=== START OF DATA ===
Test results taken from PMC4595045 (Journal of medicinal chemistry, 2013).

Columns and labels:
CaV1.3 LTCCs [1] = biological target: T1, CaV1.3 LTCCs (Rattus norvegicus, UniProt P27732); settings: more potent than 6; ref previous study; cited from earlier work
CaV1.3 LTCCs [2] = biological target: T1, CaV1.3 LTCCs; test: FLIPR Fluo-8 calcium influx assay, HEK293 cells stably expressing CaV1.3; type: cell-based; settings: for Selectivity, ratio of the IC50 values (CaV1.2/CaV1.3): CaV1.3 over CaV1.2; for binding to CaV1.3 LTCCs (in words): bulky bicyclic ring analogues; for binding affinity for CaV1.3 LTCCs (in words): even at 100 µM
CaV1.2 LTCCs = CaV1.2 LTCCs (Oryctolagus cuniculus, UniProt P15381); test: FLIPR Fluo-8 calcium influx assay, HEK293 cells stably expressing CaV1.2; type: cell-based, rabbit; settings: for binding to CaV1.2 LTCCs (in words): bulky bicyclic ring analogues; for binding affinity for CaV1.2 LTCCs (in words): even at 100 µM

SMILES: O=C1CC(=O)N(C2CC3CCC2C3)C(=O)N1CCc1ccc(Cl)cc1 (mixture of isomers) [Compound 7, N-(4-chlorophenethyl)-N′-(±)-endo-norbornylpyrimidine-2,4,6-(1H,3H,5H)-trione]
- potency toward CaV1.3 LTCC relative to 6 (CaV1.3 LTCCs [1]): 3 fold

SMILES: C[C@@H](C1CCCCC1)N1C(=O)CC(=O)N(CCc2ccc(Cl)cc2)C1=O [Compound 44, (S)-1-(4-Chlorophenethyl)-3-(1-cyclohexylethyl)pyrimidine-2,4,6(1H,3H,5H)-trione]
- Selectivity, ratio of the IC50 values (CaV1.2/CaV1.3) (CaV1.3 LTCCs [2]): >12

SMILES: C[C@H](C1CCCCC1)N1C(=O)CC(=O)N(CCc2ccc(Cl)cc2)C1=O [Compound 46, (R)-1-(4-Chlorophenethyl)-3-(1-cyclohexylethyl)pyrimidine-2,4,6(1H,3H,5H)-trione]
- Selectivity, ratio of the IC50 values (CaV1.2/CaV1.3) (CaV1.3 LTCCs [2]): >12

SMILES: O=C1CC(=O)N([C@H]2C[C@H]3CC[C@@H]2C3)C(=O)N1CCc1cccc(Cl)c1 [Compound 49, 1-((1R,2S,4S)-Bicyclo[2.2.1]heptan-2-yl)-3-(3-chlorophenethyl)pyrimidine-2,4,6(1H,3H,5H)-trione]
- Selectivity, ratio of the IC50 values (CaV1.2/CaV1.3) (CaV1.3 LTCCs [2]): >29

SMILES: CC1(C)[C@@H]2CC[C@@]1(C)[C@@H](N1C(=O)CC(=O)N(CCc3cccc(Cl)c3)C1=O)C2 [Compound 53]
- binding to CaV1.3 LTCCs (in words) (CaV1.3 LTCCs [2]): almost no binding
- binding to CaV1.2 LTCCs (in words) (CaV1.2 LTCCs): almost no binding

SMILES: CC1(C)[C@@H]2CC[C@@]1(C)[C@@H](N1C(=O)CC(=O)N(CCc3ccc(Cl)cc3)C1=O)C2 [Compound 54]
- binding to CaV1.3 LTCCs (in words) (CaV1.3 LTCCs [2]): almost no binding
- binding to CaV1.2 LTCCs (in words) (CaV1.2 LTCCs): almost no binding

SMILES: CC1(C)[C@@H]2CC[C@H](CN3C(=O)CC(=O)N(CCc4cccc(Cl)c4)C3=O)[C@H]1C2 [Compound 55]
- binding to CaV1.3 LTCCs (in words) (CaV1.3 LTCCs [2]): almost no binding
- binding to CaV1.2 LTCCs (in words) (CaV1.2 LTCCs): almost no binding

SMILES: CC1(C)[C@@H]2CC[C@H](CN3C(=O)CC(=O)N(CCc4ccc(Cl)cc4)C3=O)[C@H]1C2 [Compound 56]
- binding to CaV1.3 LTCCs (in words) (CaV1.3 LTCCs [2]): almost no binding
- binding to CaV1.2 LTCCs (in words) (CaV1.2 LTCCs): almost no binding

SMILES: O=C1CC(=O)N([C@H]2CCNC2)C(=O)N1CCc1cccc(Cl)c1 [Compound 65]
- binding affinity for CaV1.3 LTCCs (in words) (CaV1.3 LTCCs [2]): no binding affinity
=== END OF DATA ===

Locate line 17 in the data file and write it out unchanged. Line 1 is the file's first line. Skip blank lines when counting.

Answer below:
SMILES: CC1(C)[C@@H]2CC[C@@]1(C)[C@@H](N1C(=O)CC(=O)N(CCc3ccc(Cl)cc3)C1=O)C2 [Compound 54]